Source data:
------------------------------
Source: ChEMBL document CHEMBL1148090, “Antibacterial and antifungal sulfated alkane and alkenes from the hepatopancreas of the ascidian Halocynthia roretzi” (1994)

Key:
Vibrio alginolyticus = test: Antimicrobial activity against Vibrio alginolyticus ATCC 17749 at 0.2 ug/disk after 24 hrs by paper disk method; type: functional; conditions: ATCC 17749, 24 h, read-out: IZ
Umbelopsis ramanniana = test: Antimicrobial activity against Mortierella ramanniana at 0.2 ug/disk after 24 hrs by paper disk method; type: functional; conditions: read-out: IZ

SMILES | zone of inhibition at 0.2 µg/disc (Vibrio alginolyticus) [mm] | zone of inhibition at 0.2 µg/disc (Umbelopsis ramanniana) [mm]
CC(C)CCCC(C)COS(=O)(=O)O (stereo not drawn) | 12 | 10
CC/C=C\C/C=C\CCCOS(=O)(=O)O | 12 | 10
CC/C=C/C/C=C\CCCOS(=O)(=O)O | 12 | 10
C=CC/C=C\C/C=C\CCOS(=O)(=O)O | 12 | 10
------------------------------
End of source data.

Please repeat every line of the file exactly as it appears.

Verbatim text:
Source: ChEMBL document CHEMBL1148090, “Antibacterial and antifungal sulfated alkane and alkenes from the hepatopancreas of the ascidian Halocynthia roretzi” (1994)

Key:
Vibrio alginolyticus = test: Antimicrobial activity against Vibrio alginolyticus ATCC 17749 at 0.2 ug/disk after 24 hrs by paper disk method; type: functional; conditions: ATCC 17749, 24 h, read-out: IZ
Umbelopsis ramanniana = test: Antimicrobial activity against Mortierella ramanniana at 0.2 ug/disk after 24 hrs by paper disk method; type: functional; conditions: read-out: IZ

SMILES | zone of inhibition at 0.2 µg/disc (Vibrio alginolyticus) [mm] | zone of inhibition at 0.2 µg/disc (Umbelopsis ramanniana) [mm]
CC(C)CCCC(C)COS(=O)(=O)O (stereo not drawn) | 12 | 10
CC/C=C\C/C=C\CCCOS(=O)(=O)O | 12 | 10
CC/C=C/C/C=C\CCCOS(=O)(=O)O | 12 | 10
C=CC/C=C\C/C=C\CCOS(=O)(=O)O | 12 | 10